Many owners of small businesses overlook the benefits of succession planning. Given all the day-to-day challenges of owning and running a business, finding the time to make a long-term plan can be challenging, to say the least. But without a succession plan, all your hard work and investment can be lost in a moment, if you or another essential member of your team retires, becomes incapacitated, or dies.

A recent survey by Wilmington Trust found that 58 percent of small business owners have no succession plan and that many of them have never even thought one was necessary. Combine that with the fact that Baby Boomers, who own 2.34 million small businesses, are reaching or surpassing retirement age or are dealing with age-related health issues, and it’s clear that a lack of succession planning is a major issue for the 25 million families they employ.

How to Begin Thinking About Succession Planning

Succession planning is especially complicated for family-owned small businesses. Founders’ dreams of the younger generation stepping into their parents’ shoes don’t always come true. Infighting among siblings (think Succession, the HBO hit series) can destroy not only the siblings’ relationships but also the business itself. And in some cases, the family member most interested in following in the patriarch’s or matriarch’s footsteps may be the one least capable of running the business.

In other words, it really pays to plan ahead, preferably with the help of a trusted lawyer who can guide you through all the intricacies. Here are five key questions to ask yourself before meeting with your estate planning lawyer about what to do with your business as part of your estate plan:

  1. Do I know what my business is worth?
  2. How can I maintain my lifestyle and that of my family during my retirement?
  3. If I retire, do I want to continue working for the business in some capacity alongside the new owner? If so, in what role?
  4. How can I provide for my family long-term?
  5. How can I plan for a situation where I become incapacitated? Or a key employee is incapacitated?

Options for Succession

Here are some of the options that I discuss with my clients when we plan for succession:

1. Transfer your business to a family member.

Is one of your children active in the business and an effective manager? If so, consider your other children who are not as involved—you may want to equalize your children’s inheritance among them. If you have business partners, dust off any relevant agreement that you may have signed when the business first began. What does it say about the death of a partner? Your partners may not want to be in business with your heirs.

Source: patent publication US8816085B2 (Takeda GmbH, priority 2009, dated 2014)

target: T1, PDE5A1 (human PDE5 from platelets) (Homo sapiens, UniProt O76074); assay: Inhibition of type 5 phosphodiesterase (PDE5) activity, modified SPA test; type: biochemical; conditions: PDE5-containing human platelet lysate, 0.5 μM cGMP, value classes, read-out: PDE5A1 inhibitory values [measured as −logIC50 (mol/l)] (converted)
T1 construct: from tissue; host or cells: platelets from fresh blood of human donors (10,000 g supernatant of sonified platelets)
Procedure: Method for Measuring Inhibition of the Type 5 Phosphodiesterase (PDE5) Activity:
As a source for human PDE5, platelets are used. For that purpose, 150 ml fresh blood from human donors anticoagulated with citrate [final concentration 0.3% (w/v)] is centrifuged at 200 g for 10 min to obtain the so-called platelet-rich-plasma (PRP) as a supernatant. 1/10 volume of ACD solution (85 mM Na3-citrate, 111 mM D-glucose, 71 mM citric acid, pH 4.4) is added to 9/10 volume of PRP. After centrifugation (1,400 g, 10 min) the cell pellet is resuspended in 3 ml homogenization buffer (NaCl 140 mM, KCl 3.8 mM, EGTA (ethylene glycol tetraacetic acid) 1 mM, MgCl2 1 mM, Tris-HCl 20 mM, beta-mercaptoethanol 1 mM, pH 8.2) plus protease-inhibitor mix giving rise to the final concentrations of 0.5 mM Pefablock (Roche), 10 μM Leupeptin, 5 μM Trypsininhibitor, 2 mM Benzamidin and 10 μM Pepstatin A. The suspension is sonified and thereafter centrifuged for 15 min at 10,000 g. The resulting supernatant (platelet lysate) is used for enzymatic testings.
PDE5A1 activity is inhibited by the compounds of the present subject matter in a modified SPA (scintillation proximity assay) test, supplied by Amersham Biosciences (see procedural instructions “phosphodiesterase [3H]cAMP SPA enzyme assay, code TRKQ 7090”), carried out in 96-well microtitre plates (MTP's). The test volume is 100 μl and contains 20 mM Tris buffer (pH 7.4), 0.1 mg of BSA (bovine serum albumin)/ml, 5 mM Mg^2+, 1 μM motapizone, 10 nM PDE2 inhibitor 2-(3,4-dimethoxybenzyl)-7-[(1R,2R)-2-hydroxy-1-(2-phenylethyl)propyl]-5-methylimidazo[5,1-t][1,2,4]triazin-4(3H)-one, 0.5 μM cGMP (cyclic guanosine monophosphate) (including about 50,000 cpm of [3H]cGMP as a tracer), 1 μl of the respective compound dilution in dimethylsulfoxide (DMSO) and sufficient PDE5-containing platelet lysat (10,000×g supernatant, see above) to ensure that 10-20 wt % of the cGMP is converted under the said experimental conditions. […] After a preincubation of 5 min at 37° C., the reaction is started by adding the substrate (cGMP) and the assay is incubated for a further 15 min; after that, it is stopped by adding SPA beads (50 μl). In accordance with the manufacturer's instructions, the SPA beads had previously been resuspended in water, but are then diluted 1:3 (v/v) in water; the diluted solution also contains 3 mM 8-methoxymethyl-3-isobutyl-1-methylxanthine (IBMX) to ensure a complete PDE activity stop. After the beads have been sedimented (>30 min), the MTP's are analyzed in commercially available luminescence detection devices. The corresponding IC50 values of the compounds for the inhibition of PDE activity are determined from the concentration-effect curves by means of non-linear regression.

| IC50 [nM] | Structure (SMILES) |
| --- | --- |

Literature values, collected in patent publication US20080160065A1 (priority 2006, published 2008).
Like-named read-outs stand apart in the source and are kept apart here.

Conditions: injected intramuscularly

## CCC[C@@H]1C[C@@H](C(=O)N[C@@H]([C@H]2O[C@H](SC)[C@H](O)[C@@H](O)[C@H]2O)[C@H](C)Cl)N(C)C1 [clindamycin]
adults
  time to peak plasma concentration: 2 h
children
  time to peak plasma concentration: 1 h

2. Sell your business to your best employee.

If none of your family members can take on the business, chances are good that your best employees are the best candidates to buy it. You won’t need to guess how they’ll run the business in the future—you’ve already seen them in action. At the same time, be sure to think through interpersonal dynamics with other key employees and how that might play out if one of them is permitted to buy the business because of her or his “favored” status.

3. Sell your company to a third party.

Sometimes employees want to remain as employees and not take on the additional pressures of owning a business. Consider talking to a reputable business broker who might know or be able to find qualified potential buyers who are interested in your type of business.

4. Liquidate the business.

If you are a sole proprietor and none of the above options apply or appeal to you, selling your business assets and closing up shop may be your best move—done while you’re still healthy and able to manage all the decisions involved. Making these plans now, rather than postponing the question of business liquidation until after your death, will save your family a lot of stress. This presumes, of course, that no family member is interested in the business. Talk with a good financial adviser who can help you to assess how much income you’ll need to maintain your lifestyle as you head into retirement.

Please remember that any transaction involving the succession of your business carries tax consequences that should also be discussed with your estate planning lawyer. We can help you develop a good plan tailored to your situation and intentions.

Image: Danielle MacInnes